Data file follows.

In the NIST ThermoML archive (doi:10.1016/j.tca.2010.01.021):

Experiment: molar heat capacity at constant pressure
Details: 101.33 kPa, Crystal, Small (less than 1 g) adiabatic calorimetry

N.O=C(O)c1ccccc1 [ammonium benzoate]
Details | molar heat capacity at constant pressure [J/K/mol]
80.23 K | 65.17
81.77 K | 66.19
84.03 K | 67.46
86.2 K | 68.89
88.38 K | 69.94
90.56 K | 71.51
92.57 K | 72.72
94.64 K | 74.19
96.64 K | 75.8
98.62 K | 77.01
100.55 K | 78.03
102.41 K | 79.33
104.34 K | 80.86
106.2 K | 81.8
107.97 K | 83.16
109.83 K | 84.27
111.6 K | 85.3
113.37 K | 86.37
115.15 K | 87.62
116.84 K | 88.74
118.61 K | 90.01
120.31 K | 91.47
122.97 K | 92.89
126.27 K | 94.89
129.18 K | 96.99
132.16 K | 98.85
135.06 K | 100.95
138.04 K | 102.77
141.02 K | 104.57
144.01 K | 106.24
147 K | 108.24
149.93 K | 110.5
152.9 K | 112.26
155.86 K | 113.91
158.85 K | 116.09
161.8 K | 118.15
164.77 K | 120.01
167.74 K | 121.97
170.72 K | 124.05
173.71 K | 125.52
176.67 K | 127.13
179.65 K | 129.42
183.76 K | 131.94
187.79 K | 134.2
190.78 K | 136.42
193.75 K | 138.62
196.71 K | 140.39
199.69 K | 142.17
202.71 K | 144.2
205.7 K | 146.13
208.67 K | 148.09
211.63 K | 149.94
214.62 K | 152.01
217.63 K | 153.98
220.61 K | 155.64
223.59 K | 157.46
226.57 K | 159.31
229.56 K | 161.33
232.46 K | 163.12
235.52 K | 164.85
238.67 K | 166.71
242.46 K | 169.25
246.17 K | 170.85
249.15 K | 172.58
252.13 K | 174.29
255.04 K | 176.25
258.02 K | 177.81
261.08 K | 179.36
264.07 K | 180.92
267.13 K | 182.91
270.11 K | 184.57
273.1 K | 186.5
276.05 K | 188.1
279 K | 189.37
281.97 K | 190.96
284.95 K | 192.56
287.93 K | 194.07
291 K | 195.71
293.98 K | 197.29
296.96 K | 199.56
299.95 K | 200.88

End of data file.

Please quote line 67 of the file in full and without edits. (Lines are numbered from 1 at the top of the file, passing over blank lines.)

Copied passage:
242.46 K | 169.25